A conservative Avant Garde

The works of Jean-Auguste-Dominique Ingres (1780-1867) constitutes an important forerunner of the late 19th- and early 20th-century artistic revolutions. The exhibition offers a precise chronological presentation of Ingres’ work and his relationship with portraiture. Ingres was a successful portraitist against his own volition. From the outset of his career he accepted commissions for portraits. His portraits of his early period reflect the voluptuousness of Italian models, the colouring of Flemish art and subtle Gothicising influences These portraits are also the best indication of the independent course that his art would take.
The end of his study grant in Rome in 1810 coincided with the establishment of Rome as the second capital of the French empire, allowing Ingres to prolong his stay in order to work for Napoleon and the senior government officials. The refined tastes of these clients offered Ingres a unique opportunity to experiment with new aesthetic approaches in his ongoing quest for classical Roman monumentality. Giving form to the classical tradition was one of the ongoing features of Ingres’ output. In this sense, his interest in Greco-Latin literature played a key role as it allowed him to combine the classicising intent of his aesthetic with the eternal nature of the great themes of antiquity.

Having returned to Paris, in 1826 Ingres devised a composition for the ceiling of one of the new galleries in the Musée du Louvre. Depicting his own version of The Coronation of Homer, it marks the fulfilment of his desire to root his aesthetic in literary idealism. His depiction of Homer, crowned in the presence of the great myths of classically derived western culture, offers the defining image of classicism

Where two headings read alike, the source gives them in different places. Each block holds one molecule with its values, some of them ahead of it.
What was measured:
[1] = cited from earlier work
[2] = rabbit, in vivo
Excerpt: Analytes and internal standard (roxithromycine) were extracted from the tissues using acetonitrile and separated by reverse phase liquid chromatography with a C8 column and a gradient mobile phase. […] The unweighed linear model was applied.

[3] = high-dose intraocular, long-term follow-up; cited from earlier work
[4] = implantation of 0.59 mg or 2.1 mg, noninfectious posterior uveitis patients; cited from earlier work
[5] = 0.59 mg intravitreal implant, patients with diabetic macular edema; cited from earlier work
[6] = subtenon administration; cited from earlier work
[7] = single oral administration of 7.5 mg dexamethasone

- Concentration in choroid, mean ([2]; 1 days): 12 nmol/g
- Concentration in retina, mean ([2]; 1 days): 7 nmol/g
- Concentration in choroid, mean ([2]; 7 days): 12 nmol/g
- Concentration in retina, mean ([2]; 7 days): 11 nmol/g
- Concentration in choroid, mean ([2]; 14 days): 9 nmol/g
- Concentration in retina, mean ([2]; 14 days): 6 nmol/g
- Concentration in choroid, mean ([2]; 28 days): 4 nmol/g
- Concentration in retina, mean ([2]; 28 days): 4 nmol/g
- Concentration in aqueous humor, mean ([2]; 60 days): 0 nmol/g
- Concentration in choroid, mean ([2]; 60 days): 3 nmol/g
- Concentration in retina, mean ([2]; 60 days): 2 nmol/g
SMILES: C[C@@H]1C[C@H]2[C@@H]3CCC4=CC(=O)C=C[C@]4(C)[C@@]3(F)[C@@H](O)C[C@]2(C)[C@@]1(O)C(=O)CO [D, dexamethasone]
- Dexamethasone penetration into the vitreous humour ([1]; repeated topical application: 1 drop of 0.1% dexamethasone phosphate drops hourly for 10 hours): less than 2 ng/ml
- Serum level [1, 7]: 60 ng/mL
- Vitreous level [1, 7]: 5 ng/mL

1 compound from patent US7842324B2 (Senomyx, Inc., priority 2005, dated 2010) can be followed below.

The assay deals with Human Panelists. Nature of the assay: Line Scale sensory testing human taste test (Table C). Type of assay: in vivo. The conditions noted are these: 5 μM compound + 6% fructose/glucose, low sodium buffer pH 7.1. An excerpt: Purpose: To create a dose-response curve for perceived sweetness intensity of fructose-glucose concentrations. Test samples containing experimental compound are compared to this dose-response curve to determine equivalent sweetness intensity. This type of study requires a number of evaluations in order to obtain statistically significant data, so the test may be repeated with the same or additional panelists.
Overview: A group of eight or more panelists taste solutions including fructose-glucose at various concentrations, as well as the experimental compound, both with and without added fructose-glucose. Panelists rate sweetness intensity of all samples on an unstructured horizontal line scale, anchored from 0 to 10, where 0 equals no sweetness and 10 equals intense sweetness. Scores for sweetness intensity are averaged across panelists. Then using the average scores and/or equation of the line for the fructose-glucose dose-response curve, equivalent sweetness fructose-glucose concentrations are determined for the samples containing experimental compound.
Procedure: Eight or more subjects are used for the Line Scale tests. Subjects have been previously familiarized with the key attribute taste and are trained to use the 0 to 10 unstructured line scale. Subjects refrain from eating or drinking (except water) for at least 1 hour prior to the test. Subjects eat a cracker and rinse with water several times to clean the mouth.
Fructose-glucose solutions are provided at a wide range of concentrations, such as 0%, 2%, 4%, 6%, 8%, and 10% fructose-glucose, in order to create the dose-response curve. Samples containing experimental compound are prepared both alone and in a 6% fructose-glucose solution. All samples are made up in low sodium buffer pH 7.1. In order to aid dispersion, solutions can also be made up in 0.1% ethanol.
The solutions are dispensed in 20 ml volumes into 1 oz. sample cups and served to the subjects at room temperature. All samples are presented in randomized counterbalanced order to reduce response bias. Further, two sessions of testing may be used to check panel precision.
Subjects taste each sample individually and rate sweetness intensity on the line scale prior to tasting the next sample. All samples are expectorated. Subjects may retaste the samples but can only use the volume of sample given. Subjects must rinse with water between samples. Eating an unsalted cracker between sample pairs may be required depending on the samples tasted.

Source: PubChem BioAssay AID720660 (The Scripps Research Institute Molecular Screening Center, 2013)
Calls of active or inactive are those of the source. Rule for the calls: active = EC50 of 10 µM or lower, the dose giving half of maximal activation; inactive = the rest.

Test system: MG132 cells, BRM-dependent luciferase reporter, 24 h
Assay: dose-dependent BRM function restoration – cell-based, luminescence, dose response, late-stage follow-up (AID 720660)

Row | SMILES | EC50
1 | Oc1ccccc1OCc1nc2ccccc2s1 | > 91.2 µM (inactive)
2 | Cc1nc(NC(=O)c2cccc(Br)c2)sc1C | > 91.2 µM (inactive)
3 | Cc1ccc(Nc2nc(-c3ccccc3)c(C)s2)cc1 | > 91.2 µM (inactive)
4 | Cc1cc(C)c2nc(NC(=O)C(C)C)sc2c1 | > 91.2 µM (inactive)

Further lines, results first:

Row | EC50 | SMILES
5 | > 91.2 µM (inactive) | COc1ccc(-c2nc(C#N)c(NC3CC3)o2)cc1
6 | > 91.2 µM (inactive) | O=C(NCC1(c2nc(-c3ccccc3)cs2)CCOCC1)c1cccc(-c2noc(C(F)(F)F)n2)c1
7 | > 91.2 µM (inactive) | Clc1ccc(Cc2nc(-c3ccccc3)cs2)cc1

Ingres received commissions to paint anecdotal historical episodes. Going beyond this, however, in a personal exercise of introspection, he also depicted scenes from the lives of the artists whom he most admired, particularly Raphael. Based on literary accounts or on Vasari’s Lives. Aware that history painting would never satisfy the ambitions that he had conceded to it, after his return from Italy Ingres reconsidered his literary and erotic canvases, and in particular his portraits. The latter allowed him to make innovations in a fashionable genre, although he never ultimately accepted the idea of himself as a portraitist. Overall, his portraits consciously competed with the emerging art of photography and paved the road to modernism.